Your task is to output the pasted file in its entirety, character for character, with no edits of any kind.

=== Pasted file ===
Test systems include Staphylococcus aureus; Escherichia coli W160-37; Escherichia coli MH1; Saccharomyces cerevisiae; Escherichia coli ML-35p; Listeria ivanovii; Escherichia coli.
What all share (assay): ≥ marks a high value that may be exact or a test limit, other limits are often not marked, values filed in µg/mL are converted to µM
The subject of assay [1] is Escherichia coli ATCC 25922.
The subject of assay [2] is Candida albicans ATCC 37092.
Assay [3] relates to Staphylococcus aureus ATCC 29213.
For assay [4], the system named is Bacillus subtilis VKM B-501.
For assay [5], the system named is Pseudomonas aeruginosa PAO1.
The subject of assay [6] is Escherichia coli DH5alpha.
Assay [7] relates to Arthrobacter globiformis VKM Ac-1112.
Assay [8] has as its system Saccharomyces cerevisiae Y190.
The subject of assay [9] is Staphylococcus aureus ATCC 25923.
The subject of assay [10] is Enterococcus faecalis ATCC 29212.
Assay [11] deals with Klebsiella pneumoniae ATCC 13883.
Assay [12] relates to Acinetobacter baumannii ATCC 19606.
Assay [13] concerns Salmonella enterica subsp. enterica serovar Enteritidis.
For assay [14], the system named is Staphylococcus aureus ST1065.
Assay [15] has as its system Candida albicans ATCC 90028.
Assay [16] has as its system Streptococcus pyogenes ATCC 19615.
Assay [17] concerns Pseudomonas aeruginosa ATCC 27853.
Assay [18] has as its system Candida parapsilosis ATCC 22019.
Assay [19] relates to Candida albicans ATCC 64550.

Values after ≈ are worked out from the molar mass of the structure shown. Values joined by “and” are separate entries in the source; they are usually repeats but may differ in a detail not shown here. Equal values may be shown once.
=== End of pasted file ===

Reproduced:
Test systems include Staphylococcus aureus; Escherichia coli W160-37; Escherichia coli MH1; Saccharomyces cerevisiae; Escherichia coli ML-35p; Listeria ivanovii; Escherichia coli.
What all share (assay): ≥ marks a high value that may be exact or a test limit, other limits are often not marked, values filed in µg/mL are converted to µM
The subject of assay [1] is Escherichia coli ATCC 25922.
The subject of assay [2] is Candida albicans ATCC 37092.
Assay [3] relates to Staphylococcus aureus ATCC 29213.
For assay [4], the system named is Bacillus subtilis VKM B-501.
For assay [5], the system named is Pseudomonas aeruginosa PAO1.
The subject of assay [6] is Escherichia coli DH5alpha.
Assay [7] relates to Arthrobacter globiformis VKM Ac-1112.
Assay [8] has as its system Saccharomyces cerevisiae Y190.
The subject of assay [9] is Staphylococcus aureus ATCC 25923.
The subject of assay [10] is Enterococcus faecalis ATCC 29212.
Assay [11] deals with Klebsiella pneumoniae ATCC 13883.
Assay [12] relates to Acinetobacter baumannii ATCC 19606.
Assay [13] concerns Salmonella enterica subsp. enterica serovar Enteritidis.
For assay [14], the system named is Staphylococcus aureus ST1065.
Assay [15] has as its system Candida albicans ATCC 90028.
Assay [16] has as its system Streptococcus pyogenes ATCC 19615.
Assay [17] concerns Pseudomonas aeruginosa ATCC 27853.
Assay [18] has as its system Candida parapsilosis ATCC 22019.
Assay [19] relates to Candida albicans ATCC 64550.

Values after ≈ are worked out from the molar mass of the structure shown. Values joined by “and” are separate entries in the source; they are usually repeats but may differ in a detail not shown here. Equal values may be shown once.